For many people, cherry blossom season (sakura season) is the main reason for visiting Japan.
The Importance of Sakura Season
The delicate flowers of the cherry tree appear around the beginning of spring providing subtle colours after the winter and marking some important changes in the lives of many Japanese, as it also marks the time they start new schools, or careers.
One aspect that makes the cherry blossom season special is that it is often short, therefore, having a good forecast of when the best blossom will appear is a matter of interest for local Japanese people and visitors alike.
The official declaration of flowering (kaika sengen) is linked to a particular set of cherry trees in Tokyo of one particular type (the trees are a closely guarded secret). However, this forecast does not take into account that there are more than two hundred different varieties of cherry trees in Japan, and the blossom of other trees (plum and apricot) are often as beautiful. Suffice to say, there is lots of variety.
The Blossom Forecast
The other major factor in cherry blossom viewing is that the country stretches across hundreds of kilometers south to north, and also has significant differences between coastal and mountainous regions. This means even the official forecasts span not just weeks, but several months. And that does not even count the special early blossom varieties, or the more unusual types that blossom during winter.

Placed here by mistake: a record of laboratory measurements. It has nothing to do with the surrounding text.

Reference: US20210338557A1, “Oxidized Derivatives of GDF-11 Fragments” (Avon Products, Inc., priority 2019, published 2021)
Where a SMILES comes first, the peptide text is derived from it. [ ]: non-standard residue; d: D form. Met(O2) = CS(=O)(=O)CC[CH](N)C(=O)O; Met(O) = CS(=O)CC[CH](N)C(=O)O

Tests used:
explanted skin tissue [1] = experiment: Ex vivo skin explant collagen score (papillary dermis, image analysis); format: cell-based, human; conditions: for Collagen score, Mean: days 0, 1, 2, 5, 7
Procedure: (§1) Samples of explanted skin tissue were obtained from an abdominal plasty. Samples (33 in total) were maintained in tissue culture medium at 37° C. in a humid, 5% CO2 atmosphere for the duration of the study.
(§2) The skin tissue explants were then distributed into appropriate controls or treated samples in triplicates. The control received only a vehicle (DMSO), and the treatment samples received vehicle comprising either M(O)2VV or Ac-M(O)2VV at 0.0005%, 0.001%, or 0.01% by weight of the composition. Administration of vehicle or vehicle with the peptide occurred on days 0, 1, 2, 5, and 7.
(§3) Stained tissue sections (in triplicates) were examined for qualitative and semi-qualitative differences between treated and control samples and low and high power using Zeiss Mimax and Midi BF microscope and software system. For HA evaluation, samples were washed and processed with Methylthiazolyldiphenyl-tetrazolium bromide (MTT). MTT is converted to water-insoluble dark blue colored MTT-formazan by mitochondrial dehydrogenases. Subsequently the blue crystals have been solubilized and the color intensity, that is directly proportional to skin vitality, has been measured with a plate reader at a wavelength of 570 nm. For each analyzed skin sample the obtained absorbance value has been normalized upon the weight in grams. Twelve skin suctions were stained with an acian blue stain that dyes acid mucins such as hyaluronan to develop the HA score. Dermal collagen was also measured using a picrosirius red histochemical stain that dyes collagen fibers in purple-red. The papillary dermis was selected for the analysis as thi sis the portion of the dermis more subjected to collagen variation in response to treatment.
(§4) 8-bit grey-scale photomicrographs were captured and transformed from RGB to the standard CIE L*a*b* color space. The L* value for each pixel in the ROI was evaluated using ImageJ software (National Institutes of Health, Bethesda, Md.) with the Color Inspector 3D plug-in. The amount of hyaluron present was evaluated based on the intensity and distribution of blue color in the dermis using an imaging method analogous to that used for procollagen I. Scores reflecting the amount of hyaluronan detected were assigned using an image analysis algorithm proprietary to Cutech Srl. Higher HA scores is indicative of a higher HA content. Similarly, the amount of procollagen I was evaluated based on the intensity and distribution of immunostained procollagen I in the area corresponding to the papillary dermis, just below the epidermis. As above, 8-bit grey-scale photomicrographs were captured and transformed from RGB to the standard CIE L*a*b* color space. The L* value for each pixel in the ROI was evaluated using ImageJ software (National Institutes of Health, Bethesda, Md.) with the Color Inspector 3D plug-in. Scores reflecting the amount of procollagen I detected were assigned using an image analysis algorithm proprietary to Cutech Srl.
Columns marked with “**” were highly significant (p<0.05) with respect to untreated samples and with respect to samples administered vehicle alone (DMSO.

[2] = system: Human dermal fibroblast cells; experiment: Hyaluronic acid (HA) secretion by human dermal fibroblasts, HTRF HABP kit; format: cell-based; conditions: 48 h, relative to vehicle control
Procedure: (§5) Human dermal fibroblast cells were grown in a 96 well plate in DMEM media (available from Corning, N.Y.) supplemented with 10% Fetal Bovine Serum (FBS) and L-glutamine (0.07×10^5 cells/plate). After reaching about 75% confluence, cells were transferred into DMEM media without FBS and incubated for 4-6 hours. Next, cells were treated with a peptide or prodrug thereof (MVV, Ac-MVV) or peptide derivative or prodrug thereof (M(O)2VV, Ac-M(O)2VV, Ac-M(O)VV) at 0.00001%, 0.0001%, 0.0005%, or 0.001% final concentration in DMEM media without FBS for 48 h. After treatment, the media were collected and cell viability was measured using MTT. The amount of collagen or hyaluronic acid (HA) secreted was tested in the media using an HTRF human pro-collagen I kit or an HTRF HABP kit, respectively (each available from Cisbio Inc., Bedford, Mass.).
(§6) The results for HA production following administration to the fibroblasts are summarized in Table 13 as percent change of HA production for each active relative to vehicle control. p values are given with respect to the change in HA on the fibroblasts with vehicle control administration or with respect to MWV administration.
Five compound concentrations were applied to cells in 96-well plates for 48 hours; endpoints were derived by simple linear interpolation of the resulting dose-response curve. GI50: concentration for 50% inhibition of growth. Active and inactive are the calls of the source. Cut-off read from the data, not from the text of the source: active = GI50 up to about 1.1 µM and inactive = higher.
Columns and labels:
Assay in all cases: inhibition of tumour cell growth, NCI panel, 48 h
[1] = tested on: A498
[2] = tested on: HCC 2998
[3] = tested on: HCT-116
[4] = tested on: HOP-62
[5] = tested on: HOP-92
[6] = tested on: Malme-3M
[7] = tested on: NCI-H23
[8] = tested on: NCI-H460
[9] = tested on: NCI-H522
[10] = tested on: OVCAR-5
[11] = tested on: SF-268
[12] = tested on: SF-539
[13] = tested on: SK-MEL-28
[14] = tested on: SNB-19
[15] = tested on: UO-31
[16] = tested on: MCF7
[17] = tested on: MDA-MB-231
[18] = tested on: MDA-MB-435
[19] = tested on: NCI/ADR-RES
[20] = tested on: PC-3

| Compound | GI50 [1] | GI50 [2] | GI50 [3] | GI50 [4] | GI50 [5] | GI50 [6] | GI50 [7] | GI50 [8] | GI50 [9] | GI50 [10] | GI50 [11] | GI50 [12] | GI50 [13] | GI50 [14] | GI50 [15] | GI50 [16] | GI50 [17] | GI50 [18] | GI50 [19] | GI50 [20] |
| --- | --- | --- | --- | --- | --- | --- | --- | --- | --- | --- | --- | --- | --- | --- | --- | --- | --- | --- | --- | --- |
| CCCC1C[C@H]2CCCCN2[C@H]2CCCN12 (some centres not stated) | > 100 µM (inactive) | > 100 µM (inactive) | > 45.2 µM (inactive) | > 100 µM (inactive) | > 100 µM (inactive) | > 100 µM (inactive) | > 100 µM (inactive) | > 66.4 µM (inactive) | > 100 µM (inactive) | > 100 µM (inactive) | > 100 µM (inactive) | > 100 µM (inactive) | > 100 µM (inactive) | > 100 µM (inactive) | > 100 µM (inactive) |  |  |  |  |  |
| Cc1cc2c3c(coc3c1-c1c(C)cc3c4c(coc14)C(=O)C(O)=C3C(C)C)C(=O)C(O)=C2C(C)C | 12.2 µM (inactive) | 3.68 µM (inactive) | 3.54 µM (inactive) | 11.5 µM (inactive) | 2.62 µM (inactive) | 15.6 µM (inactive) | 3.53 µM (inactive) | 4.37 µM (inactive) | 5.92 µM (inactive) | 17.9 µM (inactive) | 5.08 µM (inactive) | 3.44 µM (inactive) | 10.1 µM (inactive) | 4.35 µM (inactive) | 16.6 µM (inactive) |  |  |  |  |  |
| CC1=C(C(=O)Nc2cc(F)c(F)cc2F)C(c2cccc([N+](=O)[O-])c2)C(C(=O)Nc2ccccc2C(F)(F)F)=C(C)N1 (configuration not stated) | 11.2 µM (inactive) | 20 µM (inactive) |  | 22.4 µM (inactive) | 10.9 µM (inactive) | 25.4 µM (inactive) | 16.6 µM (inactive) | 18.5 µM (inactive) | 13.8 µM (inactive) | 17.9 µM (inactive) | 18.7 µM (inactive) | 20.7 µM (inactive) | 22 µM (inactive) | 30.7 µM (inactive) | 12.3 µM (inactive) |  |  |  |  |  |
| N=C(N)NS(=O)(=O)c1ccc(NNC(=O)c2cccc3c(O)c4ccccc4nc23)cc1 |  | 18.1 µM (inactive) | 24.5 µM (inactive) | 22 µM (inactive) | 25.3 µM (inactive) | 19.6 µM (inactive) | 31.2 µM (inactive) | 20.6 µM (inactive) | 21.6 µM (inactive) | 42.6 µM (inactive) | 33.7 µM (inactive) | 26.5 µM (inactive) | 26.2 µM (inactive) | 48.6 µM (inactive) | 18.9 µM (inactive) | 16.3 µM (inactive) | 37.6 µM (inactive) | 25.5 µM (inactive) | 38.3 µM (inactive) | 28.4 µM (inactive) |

When to Visit for Cherry Blossom Viewing
You can tour around Japan criss-crossing the country and the blossom front travels up the country. Typically you could spend six weeks from mid-March to the end of April enjoying cherry blossom. For the early stages of flowering you can also see plums (which starts much earlier), and also witness the beauty of double flowers, some of the large blossom varieties, and also head to many non-tourist locations where people can really enjoy the hanami experience.
The official Japan Cherry Blossom Association has a list of its 100 top sites. While a cascade of many trees and full bloom is impressive, some of their featured locations only have a single tree. Still, with a top 100 and thousands of parks and even more thousands of cherry trees, seeing cherry blossom Japan is certainly not a one week affair.
Travel tip shared by Japan Custom Tours